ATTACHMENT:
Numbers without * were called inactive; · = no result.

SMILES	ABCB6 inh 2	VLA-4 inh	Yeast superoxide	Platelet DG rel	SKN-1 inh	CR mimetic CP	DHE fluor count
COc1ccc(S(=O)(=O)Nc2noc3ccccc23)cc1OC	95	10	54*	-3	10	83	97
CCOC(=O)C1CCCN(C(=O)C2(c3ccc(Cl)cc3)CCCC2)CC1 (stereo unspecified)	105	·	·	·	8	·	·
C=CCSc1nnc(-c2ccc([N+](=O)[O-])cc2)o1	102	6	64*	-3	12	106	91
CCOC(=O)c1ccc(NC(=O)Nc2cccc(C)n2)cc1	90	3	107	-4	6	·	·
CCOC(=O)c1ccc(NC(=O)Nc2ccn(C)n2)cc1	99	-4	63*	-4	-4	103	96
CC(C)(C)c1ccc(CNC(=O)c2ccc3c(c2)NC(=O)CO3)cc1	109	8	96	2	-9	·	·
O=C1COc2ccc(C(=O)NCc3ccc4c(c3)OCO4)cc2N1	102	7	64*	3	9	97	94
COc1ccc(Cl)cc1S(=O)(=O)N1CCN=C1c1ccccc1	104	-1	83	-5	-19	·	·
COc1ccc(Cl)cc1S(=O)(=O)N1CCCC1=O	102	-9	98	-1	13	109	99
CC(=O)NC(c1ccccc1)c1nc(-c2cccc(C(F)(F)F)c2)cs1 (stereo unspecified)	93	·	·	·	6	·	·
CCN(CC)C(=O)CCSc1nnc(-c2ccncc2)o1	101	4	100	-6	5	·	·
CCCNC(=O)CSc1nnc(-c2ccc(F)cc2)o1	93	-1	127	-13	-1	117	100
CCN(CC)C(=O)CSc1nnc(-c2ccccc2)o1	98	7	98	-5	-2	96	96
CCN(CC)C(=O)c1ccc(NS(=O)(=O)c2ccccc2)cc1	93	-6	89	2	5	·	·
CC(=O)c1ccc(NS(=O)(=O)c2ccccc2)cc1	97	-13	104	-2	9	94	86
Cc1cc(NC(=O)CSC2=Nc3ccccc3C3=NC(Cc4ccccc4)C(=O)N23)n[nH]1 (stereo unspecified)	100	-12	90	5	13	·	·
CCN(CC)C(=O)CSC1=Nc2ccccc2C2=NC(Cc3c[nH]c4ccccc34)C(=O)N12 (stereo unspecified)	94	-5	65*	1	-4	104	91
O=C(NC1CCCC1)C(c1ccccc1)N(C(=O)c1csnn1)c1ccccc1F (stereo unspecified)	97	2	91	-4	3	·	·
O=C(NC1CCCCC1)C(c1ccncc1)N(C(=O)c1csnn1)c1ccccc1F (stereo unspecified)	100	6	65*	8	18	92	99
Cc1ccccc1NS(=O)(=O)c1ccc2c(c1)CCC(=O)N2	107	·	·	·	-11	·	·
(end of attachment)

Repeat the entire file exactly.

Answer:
Numbers without * were called inactive; · = no result.

SMILES	ABCB6 inh 2	VLA-4 inh	Yeast superoxide	Platelet DG rel	SKN-1 inh	CR mimetic CP	DHE fluor count
COc1ccc(S(=O)(=O)Nc2noc3ccccc23)cc1OC	95	10	54*	-3	10	83	97
CCOC(=O)C1CCCN(C(=O)C2(c3ccc(Cl)cc3)CCCC2)CC1 (stereo unspecified)	105	·	·	·	8	·	·
C=CCSc1nnc(-c2ccc([N+](=O)[O-])cc2)o1	102	6	64*	-3	12	106	91
CCOC(=O)c1ccc(NC(=O)Nc2cccc(C)n2)cc1	90	3	107	-4	6	·	·
CCOC(=O)c1ccc(NC(=O)Nc2ccn(C)n2)cc1	99	-4	63*	-4	-4	103	96
CC(C)(C)c1ccc(CNC(=O)c2ccc3c(c2)NC(=O)CO3)cc1	109	8	96	2	-9	·	·
O=C1COc2ccc(C(=O)NCc3ccc4c(c3)OCO4)cc2N1	102	7	64*	3	9	97	94
COc1ccc(Cl)cc1S(=O)(=O)N1CCN=C1c1ccccc1	104	-1	83	-5	-19	·	·
COc1ccc(Cl)cc1S(=O)(=O)N1CCCC1=O	102	-9	98	-1	13	109	99
CC(=O)NC(c1ccccc1)c1nc(-c2cccc(C(F)(F)F)c2)cs1 (stereo unspecified)	93	·	·	·	6	·	·
CCN(CC)C(=O)CCSc1nnc(-c2ccncc2)o1	101	4	100	-6	5	·	·
CCCNC(=O)CSc1nnc(-c2ccc(F)cc2)o1	93	-1	127	-13	-1	117	100
CCN(CC)C(=O)CSc1nnc(-c2ccccc2)o1	98	7	98	-5	-2	96	96
CCN(CC)C(=O)c1ccc(NS(=O)(=O)c2ccccc2)cc1	93	-6	89	2	5	·	·
CC(=O)c1ccc(NS(=O)(=O)c2ccccc2)cc1	97	-13	104	-2	9	94	86
Cc1cc(NC(=O)CSC2=Nc3ccccc3C3=NC(Cc4ccccc4)C(=O)N23)n[nH]1 (stereo unspecified)	100	-12	90	5	13	·	·
CCN(CC)C(=O)CSC1=Nc2ccccc2C2=NC(Cc3c[nH]c4ccccc34)C(=O)N12 (stereo unspecified)	94	-5	65*	1	-4	104	91
O=C(NC1CCCC1)C(c1ccccc1)N(C(=O)c1csnn1)c1ccccc1F (stereo unspecified)	97	2	91	-4	3	·	·
O=C(NC1CCCCC1)C(c1ccncc1)N(C(=O)c1csnn1)c1ccccc1F (stereo unspecified)	100	6	65*	8	18	92	99
Cc1ccccc1NS(=O)(=O)c1ccc2c(c1)CCC(=O)N2	107	·	·	·	-11	·	·